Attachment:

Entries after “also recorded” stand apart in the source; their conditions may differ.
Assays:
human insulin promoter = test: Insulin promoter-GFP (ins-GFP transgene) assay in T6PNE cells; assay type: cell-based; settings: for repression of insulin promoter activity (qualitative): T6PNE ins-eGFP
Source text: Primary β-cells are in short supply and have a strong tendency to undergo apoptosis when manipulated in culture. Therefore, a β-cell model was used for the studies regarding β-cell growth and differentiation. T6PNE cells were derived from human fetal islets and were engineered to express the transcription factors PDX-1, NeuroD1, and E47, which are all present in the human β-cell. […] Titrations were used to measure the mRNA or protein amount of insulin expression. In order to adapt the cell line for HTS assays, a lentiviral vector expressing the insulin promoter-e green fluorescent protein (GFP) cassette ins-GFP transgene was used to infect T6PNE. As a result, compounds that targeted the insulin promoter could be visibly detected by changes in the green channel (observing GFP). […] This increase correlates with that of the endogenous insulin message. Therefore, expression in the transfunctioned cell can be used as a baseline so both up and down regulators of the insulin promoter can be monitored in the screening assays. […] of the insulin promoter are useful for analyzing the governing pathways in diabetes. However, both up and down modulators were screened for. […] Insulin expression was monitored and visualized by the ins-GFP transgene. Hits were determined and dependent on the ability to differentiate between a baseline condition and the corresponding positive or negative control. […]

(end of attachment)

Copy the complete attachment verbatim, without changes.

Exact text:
Entries after “also recorded” stand apart in the source; their conditions may differ.
Assays:
human insulin promoter = test: Insulin promoter-GFP (ins-GFP transgene) assay in T6PNE cells; assay type: cell-based; settings: for repression of insulin promoter activity (qualitative): T6PNE ins-eGFP
Source text: Primary β-cells are in short supply and have a strong tendency to undergo apoptosis when manipulated in culture. Therefore, a β-cell model was used for the studies regarding β-cell growth and differentiation. T6PNE cells were derived from human fetal islets and were engineered to express the transcription factors PDX-1, NeuroD1, and E47, which are all present in the human β-cell. […] Titrations were used to measure the mRNA or protein amount of insulin expression. In order to adapt the cell line for HTS assays, a lentiviral vector expressing the insulin promoter-e green fluorescent protein (GFP) cassette ins-GFP transgene was used to infect T6PNE. As a result, compounds that targeted the insulin promoter could be visibly detected by changes in the green channel (observing GFP). […] This increase correlates with that of the endogenous insulin message. Therefore, expression in the transfunctioned cell can be used as a baseline so both up and down regulators of the insulin promoter can be monitored in the screening assays. […] of the insulin promoter are useful for analyzing the governing pathways in diabetes. However, both up and down modulators were screened for. […] Insulin expression was monitored and visualized by the ins-GFP transgene. Hits were determined and dependent on the ability to differentiate between a baseline condition and the corresponding positive or negative control. […]